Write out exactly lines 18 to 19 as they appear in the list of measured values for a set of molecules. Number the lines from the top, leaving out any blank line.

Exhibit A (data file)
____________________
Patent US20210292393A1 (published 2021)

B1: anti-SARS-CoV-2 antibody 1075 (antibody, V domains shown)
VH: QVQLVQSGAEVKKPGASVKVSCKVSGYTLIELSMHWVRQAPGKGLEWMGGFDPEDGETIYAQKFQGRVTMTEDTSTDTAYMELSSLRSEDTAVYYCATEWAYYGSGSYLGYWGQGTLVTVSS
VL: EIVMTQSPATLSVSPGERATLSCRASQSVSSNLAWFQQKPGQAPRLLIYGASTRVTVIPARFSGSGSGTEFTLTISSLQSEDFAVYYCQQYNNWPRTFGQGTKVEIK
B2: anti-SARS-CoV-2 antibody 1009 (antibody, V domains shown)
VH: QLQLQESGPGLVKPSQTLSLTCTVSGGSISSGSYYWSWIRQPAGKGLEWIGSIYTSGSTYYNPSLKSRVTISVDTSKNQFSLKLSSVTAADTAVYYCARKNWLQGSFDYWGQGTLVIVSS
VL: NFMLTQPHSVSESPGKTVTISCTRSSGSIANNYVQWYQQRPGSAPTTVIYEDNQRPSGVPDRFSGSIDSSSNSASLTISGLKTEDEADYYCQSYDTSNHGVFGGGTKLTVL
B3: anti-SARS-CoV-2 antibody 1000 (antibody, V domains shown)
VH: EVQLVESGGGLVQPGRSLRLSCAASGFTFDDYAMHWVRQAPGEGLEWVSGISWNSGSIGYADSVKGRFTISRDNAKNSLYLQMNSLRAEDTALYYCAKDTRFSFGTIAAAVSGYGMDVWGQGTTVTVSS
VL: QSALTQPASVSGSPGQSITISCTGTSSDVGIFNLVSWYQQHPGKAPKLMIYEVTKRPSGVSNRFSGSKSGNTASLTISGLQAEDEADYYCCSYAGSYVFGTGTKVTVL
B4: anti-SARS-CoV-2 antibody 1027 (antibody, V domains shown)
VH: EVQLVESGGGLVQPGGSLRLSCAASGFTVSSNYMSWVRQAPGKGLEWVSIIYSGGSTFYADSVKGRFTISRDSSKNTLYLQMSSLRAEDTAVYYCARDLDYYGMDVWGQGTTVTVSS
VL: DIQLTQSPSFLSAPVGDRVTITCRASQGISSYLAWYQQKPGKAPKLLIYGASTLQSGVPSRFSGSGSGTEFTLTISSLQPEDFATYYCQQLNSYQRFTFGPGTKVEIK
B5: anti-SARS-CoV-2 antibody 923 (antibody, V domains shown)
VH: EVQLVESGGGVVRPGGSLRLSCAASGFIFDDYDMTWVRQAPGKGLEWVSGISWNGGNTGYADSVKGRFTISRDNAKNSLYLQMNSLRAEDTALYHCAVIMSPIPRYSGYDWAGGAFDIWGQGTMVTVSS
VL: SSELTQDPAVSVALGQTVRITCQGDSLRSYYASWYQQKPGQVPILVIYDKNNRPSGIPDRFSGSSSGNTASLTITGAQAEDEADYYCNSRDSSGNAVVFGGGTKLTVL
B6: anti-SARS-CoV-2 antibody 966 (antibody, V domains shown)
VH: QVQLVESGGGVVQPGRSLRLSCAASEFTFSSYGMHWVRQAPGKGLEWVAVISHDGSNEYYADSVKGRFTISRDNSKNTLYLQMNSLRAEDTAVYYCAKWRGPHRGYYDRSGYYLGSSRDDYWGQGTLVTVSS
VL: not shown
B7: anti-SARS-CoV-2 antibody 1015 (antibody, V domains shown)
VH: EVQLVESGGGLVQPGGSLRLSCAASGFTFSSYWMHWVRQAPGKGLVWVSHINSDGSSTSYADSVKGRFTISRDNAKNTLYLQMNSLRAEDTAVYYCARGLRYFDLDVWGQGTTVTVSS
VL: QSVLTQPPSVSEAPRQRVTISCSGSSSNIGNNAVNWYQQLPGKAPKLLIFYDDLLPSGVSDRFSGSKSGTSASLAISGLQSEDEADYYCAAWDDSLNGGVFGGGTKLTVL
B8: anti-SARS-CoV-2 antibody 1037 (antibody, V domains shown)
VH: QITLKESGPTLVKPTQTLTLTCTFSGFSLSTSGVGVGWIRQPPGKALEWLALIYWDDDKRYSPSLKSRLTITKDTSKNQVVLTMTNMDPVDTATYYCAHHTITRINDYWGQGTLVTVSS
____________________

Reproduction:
VH: QVQLVESGGGVVQPGRSLRLSCAASEFTFSSYGMHWVRQAPGKGLEWVAVISHDGSNEYYADSVKGRFTISRDNSKNTLYLQMNSLRAEDTAVYYCAKWRGPHRGYYDRSGYYLGSSRDDYWGQGTLVTVSS
VL: not shown